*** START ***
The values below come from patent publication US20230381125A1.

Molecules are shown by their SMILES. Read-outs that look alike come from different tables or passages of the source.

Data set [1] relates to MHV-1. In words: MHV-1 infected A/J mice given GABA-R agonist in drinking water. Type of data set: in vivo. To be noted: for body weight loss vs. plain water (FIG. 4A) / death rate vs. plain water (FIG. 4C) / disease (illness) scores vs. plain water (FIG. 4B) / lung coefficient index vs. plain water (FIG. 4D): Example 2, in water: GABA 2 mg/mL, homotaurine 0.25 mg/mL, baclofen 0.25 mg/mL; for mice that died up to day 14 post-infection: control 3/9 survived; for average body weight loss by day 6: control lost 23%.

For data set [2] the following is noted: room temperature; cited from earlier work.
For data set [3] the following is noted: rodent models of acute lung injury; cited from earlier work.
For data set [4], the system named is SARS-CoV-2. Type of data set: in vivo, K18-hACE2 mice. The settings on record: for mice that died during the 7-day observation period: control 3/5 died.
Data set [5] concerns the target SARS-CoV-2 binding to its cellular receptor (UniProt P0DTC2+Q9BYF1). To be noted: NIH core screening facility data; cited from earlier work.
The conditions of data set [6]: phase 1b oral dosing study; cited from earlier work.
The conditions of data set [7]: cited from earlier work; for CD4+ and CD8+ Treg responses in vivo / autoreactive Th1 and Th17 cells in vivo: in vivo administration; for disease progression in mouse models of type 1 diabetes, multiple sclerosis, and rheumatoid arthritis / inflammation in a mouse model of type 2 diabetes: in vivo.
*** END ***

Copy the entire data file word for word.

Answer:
The values below come from patent publication US20230381125A1.

Molecules are shown by their SMILES. Read-outs that look alike come from different tables or passages of the source.

Data set [1] relates to MHV-1. In words: MHV-1 infected A/J mice given GABA-R agonist in drinking water. Type of data set: in vivo. To be noted: for body weight loss vs. plain water (FIG. 4A) / death rate vs. plain water (FIG. 4C) / disease (illness) scores vs. plain water (FIG. 4B) / lung coefficient index vs. plain water (FIG. 4D): Example 2, in water: GABA 2 mg/mL, homotaurine 0.25 mg/mL, baclofen 0.25 mg/mL; for mice that died up to day 14 post-infection: control 3/9 survived; for average body weight loss by day 6: control lost 23%.

For data set [2] the following is noted: room temperature; cited from earlier work.
For data set [3] the following is noted: rodent models of acute lung injury; cited from earlier work.
For data set [4], the system named is SARS-CoV-2. Type of data set: in vivo, K18-hACE2 mice. The settings on record: for mice that died during the 7-day observation period: control 3/5 died.
Data set [5] concerns the target SARS-CoV-2 binding to its cellular receptor (UniProt P0DTC2+Q9BYF1). To be noted: NIH core screening facility data; cited from earlier work.
The conditions of data set [6]: phase 1b oral dosing study; cited from earlier work.
The conditions of data set [7]: cited from earlier work; for CD4+ and CD8+ Treg responses in vivo / autoreactive Th1 and Th17 cells in vivo: in vivo administration; for disease progression in mouse models of type 1 diabetes, multiple sclerosis, and rheumatoid arthritis / inflammation in a mouse model of type 2 diabetes: in vivo.